The S&P 500 lost 4.08% this week. This loss comes as investors react to the increased likelihood of contractionary monetary policy from the Federal Reserve. The FactSet Policy Rate Tracker has the probability of a rate hike of greater than 25 basis points at over 99%.
Equities remain weak to begin the year, although they managed to bounce back to end the week green. The S&P 500 was up 0.6% with identical gains seen in the NASDAQ Composite.
U.S. equity markets have welcomed us into 2022 with major market moves. Apparently, volatility is the appropriate New Year’s gift in 2022. The S&P 500 closed the first day of the year strong, up 0.64% for that day.
Global equities were up on the week in the range of 1-2% with broad participation across market cap and region. Stocks are now in the real “Santa Claus” rally window, which is the last five trading days in December plus the first two in January.
There was a little more housing activity than expected in November. Most of the housing data reported this week came in better than expected with 1.712 million building permits issued.
Despite a big rebound to the end the week, equities were trying to get back lost ground. As we have noted earlier, the breadth has seen better days with the average stock significantly underperforming the S&P 500.
November was another month where the unemployment rate came in better than expected. The rate of 4.2% shows continued employment gains through 2021. The preannouncement consensus was for unemployment to go down to 4.5% from October’s 4.6%.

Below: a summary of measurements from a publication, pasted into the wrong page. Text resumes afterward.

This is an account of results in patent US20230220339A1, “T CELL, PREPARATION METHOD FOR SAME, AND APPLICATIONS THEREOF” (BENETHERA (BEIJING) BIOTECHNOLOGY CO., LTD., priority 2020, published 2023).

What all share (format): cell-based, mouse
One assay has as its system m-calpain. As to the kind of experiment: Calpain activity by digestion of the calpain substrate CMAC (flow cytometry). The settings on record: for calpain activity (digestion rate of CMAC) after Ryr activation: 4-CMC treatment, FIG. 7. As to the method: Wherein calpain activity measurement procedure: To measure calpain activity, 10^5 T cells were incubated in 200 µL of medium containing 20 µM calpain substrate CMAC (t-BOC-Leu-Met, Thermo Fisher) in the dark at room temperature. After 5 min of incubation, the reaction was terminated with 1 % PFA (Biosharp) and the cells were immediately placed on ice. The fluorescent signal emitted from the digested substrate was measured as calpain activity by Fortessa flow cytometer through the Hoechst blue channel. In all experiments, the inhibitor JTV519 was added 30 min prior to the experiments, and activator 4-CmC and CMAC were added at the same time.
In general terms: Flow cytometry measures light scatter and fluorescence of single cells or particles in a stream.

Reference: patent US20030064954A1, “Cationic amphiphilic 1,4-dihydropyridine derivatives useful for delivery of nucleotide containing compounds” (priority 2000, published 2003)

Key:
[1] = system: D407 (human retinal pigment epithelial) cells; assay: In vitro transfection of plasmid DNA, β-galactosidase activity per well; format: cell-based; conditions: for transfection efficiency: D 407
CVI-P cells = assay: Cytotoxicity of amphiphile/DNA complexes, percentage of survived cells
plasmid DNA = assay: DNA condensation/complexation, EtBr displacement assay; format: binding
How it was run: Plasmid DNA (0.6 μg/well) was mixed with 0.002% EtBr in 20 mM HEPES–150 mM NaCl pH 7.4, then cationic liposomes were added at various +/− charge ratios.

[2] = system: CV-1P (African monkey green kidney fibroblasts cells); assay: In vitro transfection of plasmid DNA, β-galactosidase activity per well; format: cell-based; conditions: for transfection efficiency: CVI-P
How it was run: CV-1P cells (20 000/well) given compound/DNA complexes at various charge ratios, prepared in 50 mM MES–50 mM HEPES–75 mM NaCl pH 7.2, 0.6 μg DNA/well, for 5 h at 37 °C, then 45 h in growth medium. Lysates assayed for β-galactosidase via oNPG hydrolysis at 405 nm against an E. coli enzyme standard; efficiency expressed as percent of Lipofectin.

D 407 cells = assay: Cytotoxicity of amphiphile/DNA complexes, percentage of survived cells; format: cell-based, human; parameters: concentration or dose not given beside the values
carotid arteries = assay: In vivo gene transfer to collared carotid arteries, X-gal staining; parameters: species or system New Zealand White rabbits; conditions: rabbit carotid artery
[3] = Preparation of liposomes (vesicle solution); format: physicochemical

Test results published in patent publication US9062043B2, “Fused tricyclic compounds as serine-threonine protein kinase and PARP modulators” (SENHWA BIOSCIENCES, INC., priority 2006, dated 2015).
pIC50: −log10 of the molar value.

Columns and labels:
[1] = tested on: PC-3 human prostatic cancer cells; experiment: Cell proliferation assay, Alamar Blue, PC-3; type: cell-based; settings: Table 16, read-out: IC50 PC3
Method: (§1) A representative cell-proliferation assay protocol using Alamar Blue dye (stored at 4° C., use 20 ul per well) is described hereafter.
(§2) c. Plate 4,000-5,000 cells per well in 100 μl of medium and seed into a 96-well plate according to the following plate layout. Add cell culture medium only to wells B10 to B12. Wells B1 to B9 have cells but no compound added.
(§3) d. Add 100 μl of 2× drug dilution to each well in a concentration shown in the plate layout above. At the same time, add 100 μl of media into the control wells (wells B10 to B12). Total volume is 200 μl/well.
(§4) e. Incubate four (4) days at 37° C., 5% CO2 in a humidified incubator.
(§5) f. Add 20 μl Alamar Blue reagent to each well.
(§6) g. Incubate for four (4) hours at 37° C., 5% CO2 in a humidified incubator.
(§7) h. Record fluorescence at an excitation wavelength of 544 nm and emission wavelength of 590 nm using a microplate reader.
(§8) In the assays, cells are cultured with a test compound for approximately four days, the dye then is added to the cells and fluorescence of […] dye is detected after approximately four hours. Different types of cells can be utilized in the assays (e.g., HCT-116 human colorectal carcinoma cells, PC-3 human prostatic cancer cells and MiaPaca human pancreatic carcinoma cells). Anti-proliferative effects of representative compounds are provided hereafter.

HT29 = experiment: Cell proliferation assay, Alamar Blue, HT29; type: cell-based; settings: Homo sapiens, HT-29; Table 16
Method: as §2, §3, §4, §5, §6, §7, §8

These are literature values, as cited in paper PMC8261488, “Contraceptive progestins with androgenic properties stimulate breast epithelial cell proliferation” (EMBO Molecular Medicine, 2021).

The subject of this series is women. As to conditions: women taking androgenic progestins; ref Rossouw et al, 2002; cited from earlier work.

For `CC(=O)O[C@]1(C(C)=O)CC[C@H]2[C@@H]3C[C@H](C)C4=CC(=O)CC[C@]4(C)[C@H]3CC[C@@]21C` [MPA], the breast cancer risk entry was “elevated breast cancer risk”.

Equity markets took a sharp drop this week, which was kickstarted by the worst Black Friday return ever. New virus concerns didn’t help things nor did hawkish remarks from Federal Reserve Chairman Jerome Powell when testifying before the U.S.
Durable orders decreased for the second month in a row. The October drop of 0.5% or $1.2 billion was driven by a decrease in the ordering of transportation equipment. Transportation equipment ordering has been down three of the last four months.
Retail sales in October were the highest they have ever been. The increase of 1.7% outpaced the expected increase of 1.2%. The largest increase of 4% came from non-store retailers.